With a title like “Women Talking,” audacious actor-turned-helmer Sarah Polley’s fourth feature makes clear that it will be one of those rare films able to pass the Bechdel test. That barometer poses three seemingly easy-to-meet criteria: (1) The movie has to have at least two women in it (2) who talk to each other (3) about something other than a man. It’s astonishing how many movies fail.

Even Polley’s film, which consists of women talking for most of its 97 minutes, is a complicated exception, since most of the conversation — an urgent meeting among the wives, mothers and daughters of an ultraconservative religious colony — concerns the men. But even then, there’s no denying that “Women Talking” is unlike any film you’ve seen before, which is exactly what you’d want from the director of 2012’s astonishingly personal, format-shattering meta-documentary “Stories We Tell.” A decade later, Polley is back with another bold thought experiment, this one inspired by a horrific conspiracy of sexual abuse discovered within a Mennonite community about a decade ago.

In that ghastly true crime, it was revealed that seven men had been drugging their neighbors with animal tranquilizer and raping them in their sleep, blaming the violations, which numbered more than 100, on supernatural forces. A few years ago, Canadian writer Miriam Toews — who had been raised in a Mennonite community — took that premise and transformed it into a novel, focused not on the crimes but the consequences. Her book reads almost like science fiction (Margaret Atwood was a fan, quoted on its cover), but finds its basis in human nature.

Self-described as “an act of female imagination,” “Women Talking” is now a major motion picture, as Hollywood hype-speak goes — though in this case, the word “major” most certainly applies: The mere existence of a movie like this is a big deal, as is the fact that so many of its creators are women, from producers Frances McDormand and Dede Gardner to writer-director Polley to the ensemble, incredible talents all, getting to act together for the first time. Most of the film takes place in a hayloft, where eight women have gathered, a makeshift council tasked with deciding how to deal with the situation. They have three choices: Do nothing, stay and fight, or leave.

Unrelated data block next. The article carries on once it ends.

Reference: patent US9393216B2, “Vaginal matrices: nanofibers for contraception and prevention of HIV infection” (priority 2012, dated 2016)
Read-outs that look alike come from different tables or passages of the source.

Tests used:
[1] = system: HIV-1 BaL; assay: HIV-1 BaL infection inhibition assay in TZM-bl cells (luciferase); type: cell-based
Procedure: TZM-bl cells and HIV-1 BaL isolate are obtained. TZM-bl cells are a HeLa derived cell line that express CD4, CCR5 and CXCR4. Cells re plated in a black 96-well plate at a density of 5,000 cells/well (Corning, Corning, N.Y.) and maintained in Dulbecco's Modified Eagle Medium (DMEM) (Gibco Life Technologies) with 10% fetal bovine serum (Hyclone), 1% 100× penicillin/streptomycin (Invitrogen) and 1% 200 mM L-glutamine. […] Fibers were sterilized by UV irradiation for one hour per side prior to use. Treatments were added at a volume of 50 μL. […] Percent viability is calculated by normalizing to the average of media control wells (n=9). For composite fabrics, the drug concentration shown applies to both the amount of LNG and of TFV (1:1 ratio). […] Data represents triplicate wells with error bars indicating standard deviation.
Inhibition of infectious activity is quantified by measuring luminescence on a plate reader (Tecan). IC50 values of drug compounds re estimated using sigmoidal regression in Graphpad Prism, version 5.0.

That’s more options than the town elders offered them. When word of the rapes got out, young mother Mariche (Jessie Buckley) grabbed a scythe and attacked the culprits. Only then were the police called — not out of concern for the women, as one might expect, but to protect the men. Here, as in so many communities across time, the men make the rules, relying on religion as a means of social control. Why are the victims’ husbands and fathers not outraged at what’s happened? That’s not addressed. Rather, they’ve given their wives and daughters an ultimatum: The women have two days to forgive their attackers, or else leave the colony and in so doing, surrender their chance to enter the kingdom of heaven. What would you do?

These women start by taking a vote, introducing democracy into a system where, as expectant mother Ona (Rooney Mara) puts it, “your entire life, it didn’t matter what you thought.” Ona is unmarried, pregnant by one of these rapes — dehumanizing assaults that Polley has the good sense not to show, though the bruised and bloody aftermath is no less disturbing. Now that the truth is known, Ona refuses to keep her thoughts to herself. The same goes for all of the women participating in this makeshift council, from respected matriarchs Agata (Judith Ivey) and Greta (Sheila McCarthy) to their respective daughters, Salome (Claire Foy) and Mejal (Michelle McLeod). Good luck keeping them all straight.